Drug Policy

D.C. Allowed to Implement Medical Marijuana Law


Law Enforcement Against Prohibition reports that the final version of the 2010 Consolidated Appropriations Act lifts the restriction that prevented the District of Columbia from implementing a medical marijuana law approved by voters in 1998. The restriction, which prohibited D.C. from using any money to put the law into effect, was originally known as the Barr Amendment, after Bob Barr, then a Republican congressman from Georgia. Whatever happened to him?

The appropriations bill also "allows use of Federal funds for needle exchange programs," a development that will be welcomed by most drug policy reformers. My own view is that such programs, which help reduce the spread of blood-borne diseases such as AIDS and hepatitis B among intravenous drug users, certainly should be legal, but that using taxpayer money for them is needlessly provocative and sends the wrong message about the direction in which drug policy should move—i.e., toward less government involvement and more individual responsibility. By contrast, the message sent by government-funded needle exchange programs is that reform means forcing taxpayers to subsidize people's heroin habits.

Finally, in a move that libertarians, reform-minded liberals, and fiscal conservatives should all welcome, Congress is cutting the appropriation for the federal government's ridiculous, ineffectual anti-drug propaganda campaign by one-third.

I followed Barr's evolving views on drug policy here, here, and here. As an L.P. official and the party's 2008 presidential nominee, he staked out a federalist position on medical marijuana and called for lifting federal barriers to research on the drug's therapeutic uses. But I don't know if he ever directly addressed the question of whether he regretted overriding the decision that D.C. voters made in this area—which is not, strictly speaking, a federalist issue, since D.C. was created by the national government and is under the direct control of Congress. If you've seen any relevant comments by Barr on this question, let us know in the comments.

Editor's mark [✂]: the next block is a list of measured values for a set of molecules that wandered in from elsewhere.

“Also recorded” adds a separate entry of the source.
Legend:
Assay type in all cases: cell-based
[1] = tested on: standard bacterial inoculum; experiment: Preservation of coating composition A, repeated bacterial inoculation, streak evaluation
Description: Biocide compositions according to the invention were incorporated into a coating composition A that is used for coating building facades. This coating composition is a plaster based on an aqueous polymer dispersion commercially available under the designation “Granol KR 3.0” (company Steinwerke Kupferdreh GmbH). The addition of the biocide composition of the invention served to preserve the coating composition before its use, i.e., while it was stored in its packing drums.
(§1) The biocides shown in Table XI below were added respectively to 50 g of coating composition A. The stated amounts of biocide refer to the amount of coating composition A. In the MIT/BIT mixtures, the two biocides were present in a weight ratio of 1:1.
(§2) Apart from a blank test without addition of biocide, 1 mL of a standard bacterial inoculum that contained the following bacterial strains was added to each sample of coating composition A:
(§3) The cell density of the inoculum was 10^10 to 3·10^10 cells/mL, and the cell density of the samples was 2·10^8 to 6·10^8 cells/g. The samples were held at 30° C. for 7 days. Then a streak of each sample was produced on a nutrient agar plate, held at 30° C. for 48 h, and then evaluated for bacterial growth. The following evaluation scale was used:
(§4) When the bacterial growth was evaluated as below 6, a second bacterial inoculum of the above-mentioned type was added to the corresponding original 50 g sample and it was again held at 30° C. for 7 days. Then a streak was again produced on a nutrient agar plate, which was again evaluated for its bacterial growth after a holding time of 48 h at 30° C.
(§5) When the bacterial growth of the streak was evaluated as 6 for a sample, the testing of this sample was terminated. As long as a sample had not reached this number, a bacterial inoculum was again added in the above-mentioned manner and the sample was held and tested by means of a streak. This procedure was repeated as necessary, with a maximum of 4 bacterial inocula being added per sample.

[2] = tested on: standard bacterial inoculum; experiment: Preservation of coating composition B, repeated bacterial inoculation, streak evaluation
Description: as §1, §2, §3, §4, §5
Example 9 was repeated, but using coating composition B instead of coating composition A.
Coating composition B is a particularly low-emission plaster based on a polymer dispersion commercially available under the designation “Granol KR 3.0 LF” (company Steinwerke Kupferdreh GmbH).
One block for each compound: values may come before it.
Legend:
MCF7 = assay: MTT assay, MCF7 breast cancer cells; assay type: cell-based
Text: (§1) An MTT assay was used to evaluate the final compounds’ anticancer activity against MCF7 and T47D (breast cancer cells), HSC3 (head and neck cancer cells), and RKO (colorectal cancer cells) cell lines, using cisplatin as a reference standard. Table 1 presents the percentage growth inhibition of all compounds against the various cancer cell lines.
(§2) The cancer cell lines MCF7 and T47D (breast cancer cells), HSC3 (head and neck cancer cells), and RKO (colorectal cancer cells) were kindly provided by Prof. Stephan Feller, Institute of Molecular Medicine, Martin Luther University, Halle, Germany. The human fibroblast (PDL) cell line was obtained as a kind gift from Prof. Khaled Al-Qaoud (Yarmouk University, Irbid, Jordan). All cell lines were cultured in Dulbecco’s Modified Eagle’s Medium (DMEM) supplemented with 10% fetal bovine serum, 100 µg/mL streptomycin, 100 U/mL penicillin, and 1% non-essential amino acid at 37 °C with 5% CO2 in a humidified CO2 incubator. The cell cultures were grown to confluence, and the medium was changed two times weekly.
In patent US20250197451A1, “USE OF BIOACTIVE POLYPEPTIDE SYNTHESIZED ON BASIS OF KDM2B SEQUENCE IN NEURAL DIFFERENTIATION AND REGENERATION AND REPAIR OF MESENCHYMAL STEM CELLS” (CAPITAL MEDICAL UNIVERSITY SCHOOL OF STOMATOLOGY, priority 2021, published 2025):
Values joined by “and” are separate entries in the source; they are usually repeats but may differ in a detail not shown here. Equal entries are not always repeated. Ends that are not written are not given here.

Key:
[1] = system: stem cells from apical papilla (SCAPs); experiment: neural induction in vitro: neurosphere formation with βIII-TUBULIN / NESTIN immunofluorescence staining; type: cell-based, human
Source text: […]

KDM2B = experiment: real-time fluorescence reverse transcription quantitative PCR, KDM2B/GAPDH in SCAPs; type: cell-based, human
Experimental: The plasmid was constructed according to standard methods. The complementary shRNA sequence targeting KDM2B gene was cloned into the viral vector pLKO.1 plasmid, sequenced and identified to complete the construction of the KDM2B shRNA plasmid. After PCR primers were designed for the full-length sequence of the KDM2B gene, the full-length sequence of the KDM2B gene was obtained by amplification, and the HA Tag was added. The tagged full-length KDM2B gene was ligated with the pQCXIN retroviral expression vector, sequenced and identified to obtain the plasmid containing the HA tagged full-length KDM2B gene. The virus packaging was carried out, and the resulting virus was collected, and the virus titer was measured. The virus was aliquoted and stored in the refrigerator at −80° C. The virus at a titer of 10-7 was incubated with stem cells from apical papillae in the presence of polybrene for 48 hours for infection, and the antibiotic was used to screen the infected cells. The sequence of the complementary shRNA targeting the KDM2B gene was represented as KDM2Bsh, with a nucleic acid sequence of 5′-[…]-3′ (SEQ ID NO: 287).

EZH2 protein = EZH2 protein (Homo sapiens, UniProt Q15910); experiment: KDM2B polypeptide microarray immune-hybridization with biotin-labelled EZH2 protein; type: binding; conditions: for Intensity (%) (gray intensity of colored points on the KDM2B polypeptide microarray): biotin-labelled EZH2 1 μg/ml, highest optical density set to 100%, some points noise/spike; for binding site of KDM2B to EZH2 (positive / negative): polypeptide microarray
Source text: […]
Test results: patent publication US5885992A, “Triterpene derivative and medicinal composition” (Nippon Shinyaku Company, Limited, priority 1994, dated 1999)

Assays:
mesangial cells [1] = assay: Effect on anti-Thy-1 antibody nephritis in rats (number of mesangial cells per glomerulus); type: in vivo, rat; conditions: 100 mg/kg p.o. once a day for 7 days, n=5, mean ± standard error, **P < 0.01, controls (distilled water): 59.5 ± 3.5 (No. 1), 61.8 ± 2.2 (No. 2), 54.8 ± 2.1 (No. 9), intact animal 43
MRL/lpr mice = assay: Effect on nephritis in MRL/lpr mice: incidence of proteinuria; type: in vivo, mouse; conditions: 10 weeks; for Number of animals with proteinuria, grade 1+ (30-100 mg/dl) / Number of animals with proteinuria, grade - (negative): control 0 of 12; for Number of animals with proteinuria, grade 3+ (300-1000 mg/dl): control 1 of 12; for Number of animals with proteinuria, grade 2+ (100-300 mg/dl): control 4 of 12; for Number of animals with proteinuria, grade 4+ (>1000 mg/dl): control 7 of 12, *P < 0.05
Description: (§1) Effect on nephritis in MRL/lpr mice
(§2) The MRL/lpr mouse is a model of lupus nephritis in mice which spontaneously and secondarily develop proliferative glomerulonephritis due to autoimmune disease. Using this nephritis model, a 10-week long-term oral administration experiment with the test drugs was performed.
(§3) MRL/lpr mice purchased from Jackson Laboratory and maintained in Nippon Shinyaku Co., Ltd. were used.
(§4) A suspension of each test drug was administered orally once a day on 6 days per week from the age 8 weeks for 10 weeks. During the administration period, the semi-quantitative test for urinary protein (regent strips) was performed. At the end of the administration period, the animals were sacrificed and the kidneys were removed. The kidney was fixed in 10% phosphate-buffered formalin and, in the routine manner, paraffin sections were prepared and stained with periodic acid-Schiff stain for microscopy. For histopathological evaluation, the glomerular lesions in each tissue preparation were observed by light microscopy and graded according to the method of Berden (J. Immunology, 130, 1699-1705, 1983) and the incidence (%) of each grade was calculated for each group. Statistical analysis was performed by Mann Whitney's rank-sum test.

Addendum: Commenter Boston points out that Barr welcomed a House vote to repeal the Barr Amendment last July, calling it "an important step in the direction of individual freedom and properly limiting the power of the federal government." He added:

While I in fact sponsored the initial appropriations limitation in 1998, the years since then have witnessed such a dramatic increase in federal government power and an unprecedented decrease in individual liberty, especially since 2001, that I have come to realize that such limitations as the so-called "Barr Amendment" are not and cannot be justified. It has become necessary to reevaluate the power of the federal government that I and others once were able or willing to justify, and do what we can to roll back the tide of government control.